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ICoMaaS Conference: Tourism MaaS (Abraham Leung)

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ICoMaaS Conference: Tourism MaaS (Abraham Leung)

  1. 1. “The best of both worlds?” Linking tourism and transport functions in MaaS – A review of selected European and Asian-Pacific exemplars Abraham Leung JYU Visiting Fellow / Advance Queensland Industry Research Fellow Cities Research Institute, Griffith University 29/11/2022 Tampere, Finland
  2. 2. About me Dr Abraham Leung • Based in Brisbane (Nathan Campus), Queensland • Background in urban and transport planning • Recent research in innovative transport - Mobility-as-a-service and micromobiliy, electric aviation and sustainability • Tourism x MaaS - Advance Qld Industry Fellow Email: abraham.leung@griffith.edu.au
  3. 3. Oct-Nov 2022
  4. 4. • MaaS struggle to gain scalability and still remain as a niche function for certain (usually urban) markets • Unlike Netflix or telcos, MaaS operators had to negotiate with incumbent transport operators who prefer to keep their customers • Users may also very well prefer to deal with incumbents anyway with current pay-as-you-go (for flexibility) and periodical or seasonal offers directly from transport providers • Perhaps we should move beyond “mobility” only MaaS? MaaS at crossroads…
  5. 5. 1. “MaaS is a framework for delivering a portfolio of multi-modal mobility services that places the user at the centre of the offer. 2. MaaS frameworks are ideally designed to achieve sustainable policy goals and objectives. 3. MaaS is an integrated transport service brokered by an integrator through a digital platform. 4. A digital platform provides information, booking, ticketing, payment (as PAYG and/or subscription plans), and feedback that improves the travel experience. 5. The MaaS framework can operate at any spatial scale (i.e., urban or regional or global) and cover any combination of multi-modal and non-transport-related multi-service offerings, including the private car and parking, whether subsidised or not by the public sector. 6. MaaS is not simply a digital version of a travel planner, nor a flexible transport service (such as Mobility on Demand), nor a single shared transport offering (such as car sharing). A newer definition of MaaS (Hensher et al.) Hensher, D. A., Mulley, C., & Nelson, J. D. (2021). Mobility as a service (MaaS) – Going somewhere or nowhere? Transport Policy, 111, 153–156. https://doi.org/10.1016/j.tranpol.2021.07.021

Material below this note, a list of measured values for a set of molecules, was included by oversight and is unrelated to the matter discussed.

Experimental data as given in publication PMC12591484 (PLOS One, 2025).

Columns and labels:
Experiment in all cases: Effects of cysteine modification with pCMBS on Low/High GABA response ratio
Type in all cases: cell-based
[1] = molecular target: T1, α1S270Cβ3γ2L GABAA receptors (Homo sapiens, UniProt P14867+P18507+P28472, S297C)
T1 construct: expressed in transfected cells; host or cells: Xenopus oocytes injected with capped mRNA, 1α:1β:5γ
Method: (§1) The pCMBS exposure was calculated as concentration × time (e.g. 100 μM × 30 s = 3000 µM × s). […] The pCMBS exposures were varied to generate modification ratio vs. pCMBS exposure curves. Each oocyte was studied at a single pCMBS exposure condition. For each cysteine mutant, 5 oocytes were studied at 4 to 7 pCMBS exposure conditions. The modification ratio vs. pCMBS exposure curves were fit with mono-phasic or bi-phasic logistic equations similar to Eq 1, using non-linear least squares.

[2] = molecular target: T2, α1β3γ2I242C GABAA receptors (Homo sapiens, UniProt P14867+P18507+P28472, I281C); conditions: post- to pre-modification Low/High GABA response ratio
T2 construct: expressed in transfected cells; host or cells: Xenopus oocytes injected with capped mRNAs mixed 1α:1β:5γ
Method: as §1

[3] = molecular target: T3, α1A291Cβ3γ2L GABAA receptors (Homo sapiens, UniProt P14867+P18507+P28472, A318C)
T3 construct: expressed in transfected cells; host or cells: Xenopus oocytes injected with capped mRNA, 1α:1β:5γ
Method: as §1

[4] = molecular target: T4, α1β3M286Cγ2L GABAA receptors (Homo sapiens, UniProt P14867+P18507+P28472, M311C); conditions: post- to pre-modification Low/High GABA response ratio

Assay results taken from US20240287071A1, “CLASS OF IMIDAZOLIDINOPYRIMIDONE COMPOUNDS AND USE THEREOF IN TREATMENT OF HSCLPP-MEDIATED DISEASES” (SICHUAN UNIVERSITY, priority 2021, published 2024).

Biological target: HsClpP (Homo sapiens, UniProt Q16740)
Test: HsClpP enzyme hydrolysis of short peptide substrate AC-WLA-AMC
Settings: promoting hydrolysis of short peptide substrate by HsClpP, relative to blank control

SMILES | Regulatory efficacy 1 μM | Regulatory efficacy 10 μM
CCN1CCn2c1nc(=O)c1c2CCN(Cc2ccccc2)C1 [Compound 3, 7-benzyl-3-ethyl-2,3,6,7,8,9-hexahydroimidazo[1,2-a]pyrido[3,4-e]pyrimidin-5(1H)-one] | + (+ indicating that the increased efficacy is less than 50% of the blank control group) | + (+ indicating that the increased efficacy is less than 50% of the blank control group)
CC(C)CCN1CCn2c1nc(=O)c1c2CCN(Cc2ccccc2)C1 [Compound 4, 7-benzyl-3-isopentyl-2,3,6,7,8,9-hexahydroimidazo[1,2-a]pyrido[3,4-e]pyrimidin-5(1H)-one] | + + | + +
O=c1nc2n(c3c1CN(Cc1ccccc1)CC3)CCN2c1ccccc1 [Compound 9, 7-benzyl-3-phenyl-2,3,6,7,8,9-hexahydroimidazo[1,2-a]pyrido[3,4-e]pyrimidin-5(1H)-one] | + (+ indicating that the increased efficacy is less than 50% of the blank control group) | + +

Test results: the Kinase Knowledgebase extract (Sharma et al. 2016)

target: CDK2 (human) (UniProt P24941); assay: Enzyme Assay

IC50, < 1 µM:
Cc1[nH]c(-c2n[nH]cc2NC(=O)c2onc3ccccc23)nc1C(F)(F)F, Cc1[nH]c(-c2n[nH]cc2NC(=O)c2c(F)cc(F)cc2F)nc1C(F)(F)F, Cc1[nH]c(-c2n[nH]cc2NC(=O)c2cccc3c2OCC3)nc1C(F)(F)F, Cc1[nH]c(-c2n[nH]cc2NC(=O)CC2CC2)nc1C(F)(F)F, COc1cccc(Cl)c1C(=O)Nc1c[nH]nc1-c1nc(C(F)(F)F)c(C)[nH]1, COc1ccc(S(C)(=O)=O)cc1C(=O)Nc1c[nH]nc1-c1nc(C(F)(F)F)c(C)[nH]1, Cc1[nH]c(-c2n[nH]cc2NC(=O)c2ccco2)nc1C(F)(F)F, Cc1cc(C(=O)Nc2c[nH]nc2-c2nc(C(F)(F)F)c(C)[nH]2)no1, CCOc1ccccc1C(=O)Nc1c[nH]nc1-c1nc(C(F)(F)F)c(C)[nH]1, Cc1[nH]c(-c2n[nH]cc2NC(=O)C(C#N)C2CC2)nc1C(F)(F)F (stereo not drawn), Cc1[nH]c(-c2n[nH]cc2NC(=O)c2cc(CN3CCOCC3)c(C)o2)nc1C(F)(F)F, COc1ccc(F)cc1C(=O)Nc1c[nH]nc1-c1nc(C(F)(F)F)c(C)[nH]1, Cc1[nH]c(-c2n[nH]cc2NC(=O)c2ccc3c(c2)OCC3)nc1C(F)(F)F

6. 6. Tourism MaaS?
  7. 7. Tourism MaaS? Aapaoja, A., Eckhardt, J., Nykänen, L., & Sochor, J. (2017). MaaS service combinations for different geographical areas. Urban Transport Tourism